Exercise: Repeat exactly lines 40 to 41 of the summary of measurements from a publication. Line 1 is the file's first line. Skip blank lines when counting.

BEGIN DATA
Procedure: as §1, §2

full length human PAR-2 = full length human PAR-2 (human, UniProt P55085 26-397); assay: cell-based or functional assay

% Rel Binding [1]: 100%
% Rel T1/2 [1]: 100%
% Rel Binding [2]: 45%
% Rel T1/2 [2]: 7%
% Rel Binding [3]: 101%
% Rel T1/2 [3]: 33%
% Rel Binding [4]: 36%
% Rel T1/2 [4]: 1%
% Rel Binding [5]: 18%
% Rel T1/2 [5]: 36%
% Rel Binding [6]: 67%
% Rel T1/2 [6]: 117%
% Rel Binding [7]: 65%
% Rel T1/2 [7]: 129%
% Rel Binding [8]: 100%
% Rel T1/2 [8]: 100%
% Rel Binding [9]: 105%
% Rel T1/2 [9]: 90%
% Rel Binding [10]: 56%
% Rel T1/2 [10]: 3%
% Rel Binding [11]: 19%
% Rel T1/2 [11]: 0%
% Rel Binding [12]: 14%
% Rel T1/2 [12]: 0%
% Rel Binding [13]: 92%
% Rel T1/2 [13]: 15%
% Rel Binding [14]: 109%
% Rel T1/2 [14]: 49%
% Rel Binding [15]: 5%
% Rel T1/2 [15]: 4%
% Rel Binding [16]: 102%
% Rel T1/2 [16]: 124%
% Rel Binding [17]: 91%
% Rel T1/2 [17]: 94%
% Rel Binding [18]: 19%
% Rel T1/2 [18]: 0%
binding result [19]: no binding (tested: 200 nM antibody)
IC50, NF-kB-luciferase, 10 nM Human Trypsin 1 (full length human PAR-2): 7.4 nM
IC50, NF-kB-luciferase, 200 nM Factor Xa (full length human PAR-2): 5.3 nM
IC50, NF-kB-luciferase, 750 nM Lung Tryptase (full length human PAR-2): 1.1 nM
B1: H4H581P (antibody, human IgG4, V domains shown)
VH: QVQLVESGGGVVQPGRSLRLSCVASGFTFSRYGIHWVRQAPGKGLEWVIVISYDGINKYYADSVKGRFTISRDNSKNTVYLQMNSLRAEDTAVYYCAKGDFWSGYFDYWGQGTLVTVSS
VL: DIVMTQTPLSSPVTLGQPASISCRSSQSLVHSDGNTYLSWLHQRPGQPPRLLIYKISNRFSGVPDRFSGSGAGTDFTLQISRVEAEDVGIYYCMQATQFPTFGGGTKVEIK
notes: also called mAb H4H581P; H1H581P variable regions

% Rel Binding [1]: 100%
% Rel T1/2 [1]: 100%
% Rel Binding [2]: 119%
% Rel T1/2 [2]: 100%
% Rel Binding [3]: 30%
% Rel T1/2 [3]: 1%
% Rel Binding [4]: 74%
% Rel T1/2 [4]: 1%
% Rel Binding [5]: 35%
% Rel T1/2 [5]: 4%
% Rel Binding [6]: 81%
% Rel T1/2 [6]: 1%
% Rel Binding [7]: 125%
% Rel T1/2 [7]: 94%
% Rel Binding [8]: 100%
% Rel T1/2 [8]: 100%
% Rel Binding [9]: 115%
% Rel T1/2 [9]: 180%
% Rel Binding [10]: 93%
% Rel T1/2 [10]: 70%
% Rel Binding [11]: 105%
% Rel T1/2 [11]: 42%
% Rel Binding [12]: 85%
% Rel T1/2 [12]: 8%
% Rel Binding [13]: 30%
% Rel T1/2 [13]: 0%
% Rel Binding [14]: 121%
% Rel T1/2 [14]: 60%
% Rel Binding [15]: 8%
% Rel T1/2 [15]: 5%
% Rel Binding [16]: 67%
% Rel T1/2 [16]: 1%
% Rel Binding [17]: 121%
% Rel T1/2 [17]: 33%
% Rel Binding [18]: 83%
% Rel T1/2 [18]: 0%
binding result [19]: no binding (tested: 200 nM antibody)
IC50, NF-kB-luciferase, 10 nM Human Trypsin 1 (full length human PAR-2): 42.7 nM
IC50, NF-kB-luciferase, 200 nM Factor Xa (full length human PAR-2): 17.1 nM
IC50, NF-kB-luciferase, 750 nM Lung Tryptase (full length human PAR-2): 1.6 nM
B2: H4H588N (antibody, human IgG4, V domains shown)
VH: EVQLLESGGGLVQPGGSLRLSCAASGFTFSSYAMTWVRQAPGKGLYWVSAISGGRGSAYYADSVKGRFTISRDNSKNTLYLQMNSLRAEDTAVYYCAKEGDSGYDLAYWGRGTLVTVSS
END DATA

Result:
IC50, NF-kB-luciferase, 10 nM Human Trypsin 1 (full length human PAR-2): 7.4 nM
IC50, NF-kB-luciferase, 200 nM Factor Xa (full length human PAR-2): 5.3 nM